After the June 6 invasion, Pujol Garcia told the Germans that Normandy was merely a “red herring” and that the real invasion was still to come at Pas de Calais. He even referenced Patton’s Ghost Army as evidence of the veracity of his information.
Hitler fell for the ruse and waited weeks to send reinforcements to Normandy, giving the Allies precious time to consolidate their foothold in France.
Technology vs. surprise
Yet surveillance capabilities have changed dramatically over the past 75 years, making it more difficult to maintain operational and tactical secrecy.
There are now thousands of reconnaissance and remote sensing satellites in space. These satellites not only provide governments with detailed images of on-the-ground operations, but also collect data on other critical signals of military action, including communications.
As Stephen Walt explains, these satellites “can monitor global hot spots on a more-or-less real-time basis and let leaders know if forces are being moved and prepared for combat.”
Advances in drone surveillance technology further provide fine-grained detail about opposing military forces, including troop movements. Surveillance drones, for example, can track al-Qaeda operatives and support counternarcotics operations.
‘Loose lips sink ships’ — but so can social media
Social media and other digital technologies further threaten the secrecy of large-scale military operations. Social media offers new ways to disseminate false information but also opens up operational and tactical vulnerabilities.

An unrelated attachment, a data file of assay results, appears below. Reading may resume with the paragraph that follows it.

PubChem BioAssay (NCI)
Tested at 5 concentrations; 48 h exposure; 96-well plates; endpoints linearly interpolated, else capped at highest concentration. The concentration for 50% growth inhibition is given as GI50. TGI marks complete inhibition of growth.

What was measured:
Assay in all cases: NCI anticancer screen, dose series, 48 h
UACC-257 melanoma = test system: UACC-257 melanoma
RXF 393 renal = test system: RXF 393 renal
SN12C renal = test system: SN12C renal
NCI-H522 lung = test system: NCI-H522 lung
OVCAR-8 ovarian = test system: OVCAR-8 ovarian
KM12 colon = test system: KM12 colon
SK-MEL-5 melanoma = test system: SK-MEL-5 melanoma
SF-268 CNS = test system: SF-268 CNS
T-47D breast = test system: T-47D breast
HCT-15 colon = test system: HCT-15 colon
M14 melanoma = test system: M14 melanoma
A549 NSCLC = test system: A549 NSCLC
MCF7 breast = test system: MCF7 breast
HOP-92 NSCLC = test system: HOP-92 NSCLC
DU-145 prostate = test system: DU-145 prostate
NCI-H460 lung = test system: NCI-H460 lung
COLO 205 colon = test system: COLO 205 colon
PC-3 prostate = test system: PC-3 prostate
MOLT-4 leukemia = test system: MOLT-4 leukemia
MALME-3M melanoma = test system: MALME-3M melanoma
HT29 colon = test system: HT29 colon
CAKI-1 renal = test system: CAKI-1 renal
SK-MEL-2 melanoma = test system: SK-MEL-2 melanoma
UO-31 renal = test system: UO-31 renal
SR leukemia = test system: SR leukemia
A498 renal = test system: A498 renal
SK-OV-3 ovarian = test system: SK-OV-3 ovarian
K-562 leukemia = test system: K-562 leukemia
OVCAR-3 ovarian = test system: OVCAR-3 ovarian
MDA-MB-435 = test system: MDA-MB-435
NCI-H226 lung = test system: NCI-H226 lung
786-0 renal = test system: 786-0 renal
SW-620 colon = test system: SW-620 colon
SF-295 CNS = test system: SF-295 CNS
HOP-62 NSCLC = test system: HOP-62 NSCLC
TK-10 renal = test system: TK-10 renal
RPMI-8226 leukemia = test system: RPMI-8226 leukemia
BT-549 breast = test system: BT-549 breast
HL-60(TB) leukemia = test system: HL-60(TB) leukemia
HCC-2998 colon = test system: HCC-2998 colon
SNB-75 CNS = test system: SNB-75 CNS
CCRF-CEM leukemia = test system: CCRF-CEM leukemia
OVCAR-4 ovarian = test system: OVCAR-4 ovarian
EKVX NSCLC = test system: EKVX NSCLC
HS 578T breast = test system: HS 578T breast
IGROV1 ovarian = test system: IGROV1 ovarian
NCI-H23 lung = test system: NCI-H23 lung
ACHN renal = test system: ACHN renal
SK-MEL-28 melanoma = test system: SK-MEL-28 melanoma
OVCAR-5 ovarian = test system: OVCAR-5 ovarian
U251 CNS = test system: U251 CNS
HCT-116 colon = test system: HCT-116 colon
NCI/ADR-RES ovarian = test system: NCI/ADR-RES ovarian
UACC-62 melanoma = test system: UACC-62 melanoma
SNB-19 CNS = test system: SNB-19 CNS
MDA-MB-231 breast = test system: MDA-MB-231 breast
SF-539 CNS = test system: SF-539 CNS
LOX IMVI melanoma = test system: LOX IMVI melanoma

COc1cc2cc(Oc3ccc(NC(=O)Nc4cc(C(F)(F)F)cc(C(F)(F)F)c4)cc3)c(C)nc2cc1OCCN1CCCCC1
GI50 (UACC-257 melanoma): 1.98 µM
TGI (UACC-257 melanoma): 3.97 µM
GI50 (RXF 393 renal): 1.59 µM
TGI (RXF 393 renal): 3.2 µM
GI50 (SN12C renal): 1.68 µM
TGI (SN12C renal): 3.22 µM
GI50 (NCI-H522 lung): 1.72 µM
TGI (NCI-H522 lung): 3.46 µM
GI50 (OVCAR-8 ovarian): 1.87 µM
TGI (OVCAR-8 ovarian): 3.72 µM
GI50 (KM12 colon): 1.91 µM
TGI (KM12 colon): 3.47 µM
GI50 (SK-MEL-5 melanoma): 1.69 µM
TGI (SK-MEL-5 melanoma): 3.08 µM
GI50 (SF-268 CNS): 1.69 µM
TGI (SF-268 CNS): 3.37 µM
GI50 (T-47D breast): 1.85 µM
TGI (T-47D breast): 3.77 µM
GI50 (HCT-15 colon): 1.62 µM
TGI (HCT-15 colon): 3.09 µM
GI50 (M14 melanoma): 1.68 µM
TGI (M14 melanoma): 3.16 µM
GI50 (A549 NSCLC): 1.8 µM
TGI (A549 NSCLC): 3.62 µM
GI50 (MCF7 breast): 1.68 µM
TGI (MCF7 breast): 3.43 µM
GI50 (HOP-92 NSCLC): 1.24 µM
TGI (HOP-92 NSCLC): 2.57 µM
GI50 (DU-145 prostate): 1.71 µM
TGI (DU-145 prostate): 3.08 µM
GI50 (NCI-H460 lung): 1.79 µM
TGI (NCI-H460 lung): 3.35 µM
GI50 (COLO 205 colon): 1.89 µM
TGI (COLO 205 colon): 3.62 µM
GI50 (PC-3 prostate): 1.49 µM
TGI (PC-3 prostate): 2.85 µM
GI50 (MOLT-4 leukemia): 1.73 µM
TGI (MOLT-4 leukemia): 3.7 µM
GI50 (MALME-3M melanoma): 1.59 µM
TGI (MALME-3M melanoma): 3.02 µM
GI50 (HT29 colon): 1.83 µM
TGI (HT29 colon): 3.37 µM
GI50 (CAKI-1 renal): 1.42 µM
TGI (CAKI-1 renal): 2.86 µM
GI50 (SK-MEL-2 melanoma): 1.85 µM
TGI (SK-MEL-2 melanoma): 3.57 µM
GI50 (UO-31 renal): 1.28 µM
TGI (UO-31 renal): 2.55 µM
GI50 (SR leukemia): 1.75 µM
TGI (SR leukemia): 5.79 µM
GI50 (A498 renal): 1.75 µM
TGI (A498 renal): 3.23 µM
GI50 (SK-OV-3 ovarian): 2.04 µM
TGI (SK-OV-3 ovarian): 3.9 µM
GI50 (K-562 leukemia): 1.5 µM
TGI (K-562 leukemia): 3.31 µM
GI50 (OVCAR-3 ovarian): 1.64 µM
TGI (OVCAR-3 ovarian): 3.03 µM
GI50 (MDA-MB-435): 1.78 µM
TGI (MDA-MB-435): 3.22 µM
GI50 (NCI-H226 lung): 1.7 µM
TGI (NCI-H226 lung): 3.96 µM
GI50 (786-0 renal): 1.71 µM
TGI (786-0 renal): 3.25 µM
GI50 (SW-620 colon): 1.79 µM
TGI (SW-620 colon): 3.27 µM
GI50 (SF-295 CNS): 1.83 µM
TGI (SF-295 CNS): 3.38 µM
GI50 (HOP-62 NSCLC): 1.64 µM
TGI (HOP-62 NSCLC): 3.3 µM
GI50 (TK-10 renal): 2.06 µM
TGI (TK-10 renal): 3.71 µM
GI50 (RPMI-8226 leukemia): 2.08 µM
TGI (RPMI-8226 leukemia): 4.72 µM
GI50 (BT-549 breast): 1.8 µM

Keeping the D-Day plans under wraps was a difficult task and the secret was almost blown on several occasions, according to some sources.
But today’s soldiers can be careless about how they use social media, revealing crucial information about troop movements. In 2014, a Russian soldier posted his status on social media as “To Ukraine!” Another Russian soldier uploaded photos in 2015 that revealed he was in Syria.
These instances, and others, directly undermined Russia’s claims it had no military involvement in Ukraine and Syria at the time. Russian lawmakers recently voted to restrict military personnel from using smartphones or posting information about their service activities online.
Personal fitness trackers can also reveal the location of military personnel. In 2017, the GPS tracking company Strava released its Global Heat Map compiled from location and movement data from personal fitness trackers, including the widely popular Fitbit.
Strava’s map was linked to “U.S. military forward operation bases in Afghanistan, Turkish military patrols in Syria, and a possible guard patrol in the Russian operating area of Syria.” The U.S. Department of Defense considered banning cellphones and personal fitness trackers from military facilities in response.
Between satellites and smartphone apps, it’s almost impossible to imagine pulling off an operation like D-Day in 2019. It was hard enough to keep secret in 1944.
Danielle Lupton (@ProfLupton) is an assistant professor of political science at Colgate University. She is the author of “Reputation for Resolve: How Leaders Signal Determination in International Politics” (Cornell University Press, forthcoming).